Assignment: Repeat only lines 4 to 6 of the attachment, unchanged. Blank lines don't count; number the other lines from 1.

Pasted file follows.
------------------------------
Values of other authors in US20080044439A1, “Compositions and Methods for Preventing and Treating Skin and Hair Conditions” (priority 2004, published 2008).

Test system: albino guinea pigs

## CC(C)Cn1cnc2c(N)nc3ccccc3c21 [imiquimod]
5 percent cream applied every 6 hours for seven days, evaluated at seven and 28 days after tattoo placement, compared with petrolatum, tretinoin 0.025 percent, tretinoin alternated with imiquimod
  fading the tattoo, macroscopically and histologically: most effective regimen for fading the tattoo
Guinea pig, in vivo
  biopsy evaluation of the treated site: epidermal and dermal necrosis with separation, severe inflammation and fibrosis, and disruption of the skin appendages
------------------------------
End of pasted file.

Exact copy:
5 percent cream applied every 6 hours for seven days, evaluated at seven and 28 days after tattoo placement, compared with petrolatum, tretinoin 0.025 percent, tretinoin alternated with imiquimod
  fading the tattoo, macroscopically and histologically: most effective regimen for fading the tattoo
Guinea pig, in vivo